Shellfish Pioneers

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Melbourne R. Carriker (1915-2007). TIMELINE. 1915. 1935. 1943. 1946-54. 1954-62. 1962-72. 1972-85. 1985-2007. 2007. 1943-45. (2002-07). (1953-54). (1955-57). (1957-59). (1978). (1998). Dept. of Zoology Rutgers University. NSA Honored Life Member. Born Santa Marta - PowerPoint PPT Presentation

Transcript of Shellfish Pioneers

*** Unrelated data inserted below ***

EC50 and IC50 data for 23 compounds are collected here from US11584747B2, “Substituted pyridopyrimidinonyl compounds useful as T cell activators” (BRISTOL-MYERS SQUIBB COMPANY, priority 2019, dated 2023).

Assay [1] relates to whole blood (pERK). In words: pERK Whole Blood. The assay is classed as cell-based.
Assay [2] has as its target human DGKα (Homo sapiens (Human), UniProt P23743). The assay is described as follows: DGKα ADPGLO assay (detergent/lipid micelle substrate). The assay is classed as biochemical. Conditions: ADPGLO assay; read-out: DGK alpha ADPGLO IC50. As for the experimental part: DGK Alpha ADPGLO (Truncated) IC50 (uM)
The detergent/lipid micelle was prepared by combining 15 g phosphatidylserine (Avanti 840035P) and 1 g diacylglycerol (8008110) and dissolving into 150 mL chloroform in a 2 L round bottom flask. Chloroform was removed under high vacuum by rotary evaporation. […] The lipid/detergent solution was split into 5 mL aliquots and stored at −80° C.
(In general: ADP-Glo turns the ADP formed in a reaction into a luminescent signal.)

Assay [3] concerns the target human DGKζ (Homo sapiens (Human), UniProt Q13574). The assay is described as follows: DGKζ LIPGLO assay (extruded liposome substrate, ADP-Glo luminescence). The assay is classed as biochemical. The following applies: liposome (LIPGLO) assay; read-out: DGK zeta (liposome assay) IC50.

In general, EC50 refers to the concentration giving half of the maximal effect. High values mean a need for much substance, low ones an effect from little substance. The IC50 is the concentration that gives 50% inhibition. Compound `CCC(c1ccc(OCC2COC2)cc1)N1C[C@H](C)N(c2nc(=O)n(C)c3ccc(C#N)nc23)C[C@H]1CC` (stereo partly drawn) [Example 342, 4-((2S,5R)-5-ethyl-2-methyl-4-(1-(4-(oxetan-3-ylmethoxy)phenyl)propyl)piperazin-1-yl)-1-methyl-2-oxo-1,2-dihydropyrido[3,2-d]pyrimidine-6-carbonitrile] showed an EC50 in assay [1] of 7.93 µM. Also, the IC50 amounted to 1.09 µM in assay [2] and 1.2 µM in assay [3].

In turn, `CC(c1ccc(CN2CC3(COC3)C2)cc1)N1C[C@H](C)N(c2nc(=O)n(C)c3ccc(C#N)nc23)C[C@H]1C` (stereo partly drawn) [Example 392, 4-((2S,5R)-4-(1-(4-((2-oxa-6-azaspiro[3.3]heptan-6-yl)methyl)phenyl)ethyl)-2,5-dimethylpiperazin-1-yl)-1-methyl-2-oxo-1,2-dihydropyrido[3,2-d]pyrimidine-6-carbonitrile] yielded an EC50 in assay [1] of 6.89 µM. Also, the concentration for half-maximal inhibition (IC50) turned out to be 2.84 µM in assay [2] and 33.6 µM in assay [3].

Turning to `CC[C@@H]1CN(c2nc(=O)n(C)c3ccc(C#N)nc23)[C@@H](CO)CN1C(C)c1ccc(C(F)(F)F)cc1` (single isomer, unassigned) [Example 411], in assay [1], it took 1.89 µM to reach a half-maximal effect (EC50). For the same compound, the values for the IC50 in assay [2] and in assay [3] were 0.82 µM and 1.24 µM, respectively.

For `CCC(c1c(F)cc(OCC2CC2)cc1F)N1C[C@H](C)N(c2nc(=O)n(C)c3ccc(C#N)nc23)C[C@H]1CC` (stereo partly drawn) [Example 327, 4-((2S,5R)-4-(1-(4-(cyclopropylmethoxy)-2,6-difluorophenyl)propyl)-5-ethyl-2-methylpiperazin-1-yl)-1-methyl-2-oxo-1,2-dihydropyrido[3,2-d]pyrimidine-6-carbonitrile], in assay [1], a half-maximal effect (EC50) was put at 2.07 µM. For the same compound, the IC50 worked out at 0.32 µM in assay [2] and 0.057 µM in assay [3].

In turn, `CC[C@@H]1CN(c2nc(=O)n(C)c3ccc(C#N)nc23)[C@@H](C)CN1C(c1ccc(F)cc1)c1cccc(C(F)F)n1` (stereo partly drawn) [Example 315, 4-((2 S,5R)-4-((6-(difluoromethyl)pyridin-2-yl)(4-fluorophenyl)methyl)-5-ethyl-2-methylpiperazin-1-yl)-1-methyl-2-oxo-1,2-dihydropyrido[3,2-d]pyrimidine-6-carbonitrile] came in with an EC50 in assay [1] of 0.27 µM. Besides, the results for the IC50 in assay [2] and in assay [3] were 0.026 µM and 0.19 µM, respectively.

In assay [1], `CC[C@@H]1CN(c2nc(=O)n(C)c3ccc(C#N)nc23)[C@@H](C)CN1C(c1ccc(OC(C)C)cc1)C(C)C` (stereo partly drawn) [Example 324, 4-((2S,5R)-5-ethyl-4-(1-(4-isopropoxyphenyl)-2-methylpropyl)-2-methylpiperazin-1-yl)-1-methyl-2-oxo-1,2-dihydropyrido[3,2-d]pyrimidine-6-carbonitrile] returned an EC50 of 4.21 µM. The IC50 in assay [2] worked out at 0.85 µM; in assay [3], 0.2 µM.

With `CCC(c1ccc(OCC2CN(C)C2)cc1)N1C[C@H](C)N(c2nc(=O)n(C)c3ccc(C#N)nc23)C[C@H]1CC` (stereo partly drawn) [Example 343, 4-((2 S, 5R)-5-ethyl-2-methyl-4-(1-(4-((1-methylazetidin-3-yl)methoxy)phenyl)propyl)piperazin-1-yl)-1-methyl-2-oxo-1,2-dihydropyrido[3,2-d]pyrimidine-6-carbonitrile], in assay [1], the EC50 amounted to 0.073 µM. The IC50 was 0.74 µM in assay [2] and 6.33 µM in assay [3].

• Shellfish PioneersMelbourne R. CarrikerMelbourne Romaine Carriker, or Mel as he was known to his many students, colleagues, and friends was a world recognized authority on Malacology and other marine subjects as diverse as functional morphology, biomineralization, larval ecology and predator-prey interactions. Mels interest in shellfisheries extended from his intense interest in ecology, biology and morphology. Scientist, scholar, husband, father, mentor and friend - his career and his extraordinary life were punctuated by transition and achievement.Mels fascinating life story began on February 25th, 1915 when he was born in Santa Marta, Colombia. For the first twelve years of his life, Mel lived on a coffee plantation (called Vista Nieve) that his parents developed and managed in the Sierra Nevada de Santa Marta mountains. When he was ten Mel began accompanying his father, an accomplished amateur naturalist and ornithologist, on short field trips to collect birds, birds eggs and small mammals. These experiences sparked his interest in the natural world and the seemingly secret lives that animals lead. In 1927 Mels parents sold the coffee plantation and moved the family to southern New Jersey. In the fall of 1935 Mel entered Rutgers University majoring in agricultural research and minoring in zoology. It was at Rutgers that Mel also met Thurlow C. Nelson, his undergraduate adviser and mentor, who offered him an opportunity that shaped his scientific career. Through Nelsons urging, Mel began working on the Rutgers College of Agricultures houseboat Cynthia in Barnegat Bay, New Jersey in the summer of 1938, studying the life history of oyster larvae. In subsequent summers of 1939 to 1941, he continued broadening his studies to include the general biology and ecology of oysters. In 1939 Mel began graduate work at the University of Wisconsin completing his studies in 1943 with a doctoral degree in invertebrate zoology and physiological chemistry and with the rank of ensign in the U.S. Naval Reserve. Immediately after graduation, Mel entered the Naval Training School and during the remainder of World War II he served aboard ship in the Aleutian and Hawaiian Islands as communications officer.After the War he accepted a position in the Department of Zoology at Rutgers in 1946 attaining the rank of assistant professor before leaving in 1954 to become an associate professor at the University of North Carolina (UNC), Chapel Hill. In 1962, Mel was recruited to direct a new Systematics-Ecology Program at the Marine Biological Laboratory in Woods Hole, Massachusetts. One of the most recognized accomplishments of the program was the publication of Keys to Marine Invertebrates of the Woods Hole Region a set of keys and check lists of the common invertebrates of, the waters of southeastern New England. Subsequently in 1972 Mel was offered a full professorship at the newly established College of Marine Studies (CMS), University of Delaware in Lewes where he taught malacology, conducted research, and helped shape the CMS graduate program for thirteen years. Mel officially retired in February, 1985 at the age of 70, receiving the title of Professor Emeritus. In retirement he continued his scholarly contributions and published several books recounting the fascinating history of his family, their coffee plantation Vista Nieve in Colombia and his early experiences as a naturalist.During his prolific career Mel published over 160 scientific papers and coined well known malacological terms such as the accessory boring organ (ABO) of muricids, and the pediveliger stage of bivalve molluscs. For more than 50 years he served the NSA in various capacities, including: Secretary-Treasurer, Vice President and President. He was instrumental in formalizing the regular publication of the Associations meeting notes as the Proceedings of the National Shellfisheries Association (PNSA), serving as its first Editor from 1954 to 1957. In 1978 Mel was presented with the Honored Life Member award by NSA and in 1998 he was recognized for his years of dedication and scientific achievement in shellfish research when the first (annual) NSA student research award was named in his honor. His most recent contribution to the NSA was as its Historian where he researched and compiled a chronological account of the Association from its inception in 1908 entitled Taming of the Oyster. Throughout his career Mel was a teacher, researcher, editor and mentor. The scientific fields of malacology, shellfish biology and marine ecology have benefited from his lifes work and those who had the pleasure of knowing him also benefited from his wisdom, poise, and grace.Compiled and edited by John W. Ewart and J. Evan Ward